Published here February, 2009.

Introduction | ConceptDraw PRO: The PM System 
ConceptDraw PROJECT: The SCOPE-PAK Plan
ConceptDraw MINDMAP: The PM Knowledge Domain | Footnote

ConceptDraw PRO: The PM System

ConceptDraw PRO comes with a large selection of plain and colored drawing shapes that, as you might expect, can be manipulated as vector artifacts with full drawing capability including such things as control over opacity. There is also a Template Gallery of over 20 topics, each offering multiple templates to get you started quickly. Interestingly, this Gallery includes Project Management as a topic and this offers five useful charts frequently used in PM communications. When you open one of these templates you automatically get the associated library of shapes to work with, to say nothing of a variety of backgrounds if you want to get really fancy. Personally, I prefer to avoid clutter that is uninformative and hence unnecessary.

However, without dwelling on the technicalities too much, Figure 1 demonstrates the diagramming capability of the ConceptDraw PRO program. I created this stunning graphical explanation of the typical systems view of project management and its environment in about half an hour - once I'd figured out what I was trying to convey.

Figure 1: The Project Environment
Figure 1: The Project Environment

To emphasize the true value of this graphic, here is its explanation.

At the core of any project is the business of creating some new or improved product. This is strictly a technological issue that requires its own specific methodology or process. Those in IT, for example, know very well what it takes to create a new program, just as those in construction likewise know what it takes to create buildings or real infrastructure. Each requires its own technological approach, and often there are alternative ways available for doing so. This is shown clearly by the green arrows moving resources (people, equipment and materials) through a Product Creation process of some sort, to arrive at a final Product - with inevitable Waste being produce in the process.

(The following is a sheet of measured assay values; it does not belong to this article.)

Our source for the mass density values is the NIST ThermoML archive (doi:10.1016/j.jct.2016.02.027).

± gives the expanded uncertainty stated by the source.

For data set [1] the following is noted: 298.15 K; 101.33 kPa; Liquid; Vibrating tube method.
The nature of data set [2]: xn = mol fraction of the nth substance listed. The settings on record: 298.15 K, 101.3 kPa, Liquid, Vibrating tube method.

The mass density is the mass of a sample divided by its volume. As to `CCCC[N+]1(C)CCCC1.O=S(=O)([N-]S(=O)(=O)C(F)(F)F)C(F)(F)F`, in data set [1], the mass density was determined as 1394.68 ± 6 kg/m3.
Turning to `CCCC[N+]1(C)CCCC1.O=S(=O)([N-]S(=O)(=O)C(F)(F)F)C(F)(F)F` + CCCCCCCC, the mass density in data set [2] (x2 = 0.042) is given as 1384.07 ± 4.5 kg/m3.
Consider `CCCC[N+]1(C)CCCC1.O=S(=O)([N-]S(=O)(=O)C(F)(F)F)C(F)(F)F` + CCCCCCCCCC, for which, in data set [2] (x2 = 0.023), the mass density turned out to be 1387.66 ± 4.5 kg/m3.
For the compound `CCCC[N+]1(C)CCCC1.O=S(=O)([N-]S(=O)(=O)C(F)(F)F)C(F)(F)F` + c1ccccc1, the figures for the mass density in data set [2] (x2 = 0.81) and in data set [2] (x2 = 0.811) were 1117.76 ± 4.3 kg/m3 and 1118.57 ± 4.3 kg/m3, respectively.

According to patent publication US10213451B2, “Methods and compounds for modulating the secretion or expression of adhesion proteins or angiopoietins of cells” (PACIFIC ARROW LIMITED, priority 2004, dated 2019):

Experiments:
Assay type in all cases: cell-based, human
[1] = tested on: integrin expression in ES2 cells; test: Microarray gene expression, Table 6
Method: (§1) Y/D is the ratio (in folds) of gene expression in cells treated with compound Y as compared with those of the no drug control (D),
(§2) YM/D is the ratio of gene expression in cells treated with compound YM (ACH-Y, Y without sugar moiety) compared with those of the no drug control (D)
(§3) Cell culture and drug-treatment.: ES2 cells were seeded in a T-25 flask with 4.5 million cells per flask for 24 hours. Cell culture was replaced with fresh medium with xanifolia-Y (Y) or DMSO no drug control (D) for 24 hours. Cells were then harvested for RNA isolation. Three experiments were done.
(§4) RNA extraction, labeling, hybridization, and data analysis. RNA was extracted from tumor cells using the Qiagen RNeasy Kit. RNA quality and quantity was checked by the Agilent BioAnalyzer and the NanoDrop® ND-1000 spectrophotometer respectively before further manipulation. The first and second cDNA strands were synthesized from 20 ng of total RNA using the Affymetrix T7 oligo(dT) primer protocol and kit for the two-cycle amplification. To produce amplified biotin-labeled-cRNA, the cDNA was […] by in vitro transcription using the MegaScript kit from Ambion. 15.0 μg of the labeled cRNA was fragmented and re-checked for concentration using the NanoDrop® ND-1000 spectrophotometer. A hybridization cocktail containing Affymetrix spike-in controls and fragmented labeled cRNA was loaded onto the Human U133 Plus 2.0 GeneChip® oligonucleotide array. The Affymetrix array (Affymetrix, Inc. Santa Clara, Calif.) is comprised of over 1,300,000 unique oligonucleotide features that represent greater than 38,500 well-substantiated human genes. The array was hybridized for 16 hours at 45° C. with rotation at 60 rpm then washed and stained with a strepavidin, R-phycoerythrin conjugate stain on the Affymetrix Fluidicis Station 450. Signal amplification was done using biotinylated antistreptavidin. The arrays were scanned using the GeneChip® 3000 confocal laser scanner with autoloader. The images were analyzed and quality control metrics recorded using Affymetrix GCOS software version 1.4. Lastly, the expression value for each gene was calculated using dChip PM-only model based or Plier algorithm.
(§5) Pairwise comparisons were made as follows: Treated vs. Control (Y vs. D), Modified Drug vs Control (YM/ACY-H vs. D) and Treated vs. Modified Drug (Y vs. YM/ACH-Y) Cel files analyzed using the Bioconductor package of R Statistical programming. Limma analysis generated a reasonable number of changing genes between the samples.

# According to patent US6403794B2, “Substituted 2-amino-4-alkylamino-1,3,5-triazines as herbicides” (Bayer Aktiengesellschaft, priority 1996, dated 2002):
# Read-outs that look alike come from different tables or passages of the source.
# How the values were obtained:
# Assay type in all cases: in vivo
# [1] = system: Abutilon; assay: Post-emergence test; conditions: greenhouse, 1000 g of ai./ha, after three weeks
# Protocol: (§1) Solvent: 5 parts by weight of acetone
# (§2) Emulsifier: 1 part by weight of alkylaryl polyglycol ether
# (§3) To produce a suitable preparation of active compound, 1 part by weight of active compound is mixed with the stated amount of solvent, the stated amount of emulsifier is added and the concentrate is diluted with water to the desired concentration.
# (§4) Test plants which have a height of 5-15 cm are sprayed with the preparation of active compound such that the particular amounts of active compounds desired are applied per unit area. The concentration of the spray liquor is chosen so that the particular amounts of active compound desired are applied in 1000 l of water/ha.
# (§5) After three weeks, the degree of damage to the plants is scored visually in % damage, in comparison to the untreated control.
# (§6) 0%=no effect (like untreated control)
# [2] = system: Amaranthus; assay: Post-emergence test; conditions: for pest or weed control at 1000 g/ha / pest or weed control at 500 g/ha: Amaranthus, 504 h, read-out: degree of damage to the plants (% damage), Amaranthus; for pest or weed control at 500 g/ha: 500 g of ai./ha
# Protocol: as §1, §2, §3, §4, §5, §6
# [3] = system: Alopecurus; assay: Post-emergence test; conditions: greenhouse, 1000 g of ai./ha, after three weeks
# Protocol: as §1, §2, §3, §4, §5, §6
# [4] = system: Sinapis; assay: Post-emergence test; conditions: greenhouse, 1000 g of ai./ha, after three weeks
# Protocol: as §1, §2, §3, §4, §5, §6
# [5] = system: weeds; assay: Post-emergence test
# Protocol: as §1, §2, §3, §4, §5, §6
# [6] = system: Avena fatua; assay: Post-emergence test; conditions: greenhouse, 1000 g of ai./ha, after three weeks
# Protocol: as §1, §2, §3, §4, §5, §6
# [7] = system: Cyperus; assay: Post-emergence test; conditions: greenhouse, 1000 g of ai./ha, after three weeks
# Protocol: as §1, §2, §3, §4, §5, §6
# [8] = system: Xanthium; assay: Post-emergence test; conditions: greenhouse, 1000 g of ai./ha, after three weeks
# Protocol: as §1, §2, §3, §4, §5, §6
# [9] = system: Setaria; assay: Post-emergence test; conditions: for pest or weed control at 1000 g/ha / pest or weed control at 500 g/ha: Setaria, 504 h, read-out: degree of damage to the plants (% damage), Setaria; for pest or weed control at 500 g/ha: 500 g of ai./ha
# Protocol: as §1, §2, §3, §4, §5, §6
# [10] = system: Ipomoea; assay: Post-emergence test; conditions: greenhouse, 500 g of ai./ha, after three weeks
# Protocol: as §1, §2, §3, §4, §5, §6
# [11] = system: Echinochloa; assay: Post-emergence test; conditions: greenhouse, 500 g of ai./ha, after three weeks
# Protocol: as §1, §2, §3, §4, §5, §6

But this project production process needs managing, that is to say, it needs project management. Project management has a distinct process of its own that, unlike the diversity of technological processes, is relatively uniform for all projects. The basic artifacts of the project management process are the two inputs of Scope and Quality requirements, and the resulting outputs arising from the Product Creation process are Time and Cost. These are illustrated in our graphic by the two yellow documents of scope and quality requirements feeding into project management with the gray arrows and subsequently resulting in the schedule and cost documents as outputs.

And all of this takes place in an environment of Opportunity and Risk that we call Project Risk Management. This is depicted by the circle that fades from green (for "Go") to red (for "Take care!") Now, just observe how these three concepts sit one on top of the other. The Product Creation process is backed by Project Management that takes place in an environment of Opportunity and Risk.

The most important point to note is that the process of product creation, and the necessary steps involved, i.e. the technological life cycle, is not the same as the process for managing the project, the project life span sequence.

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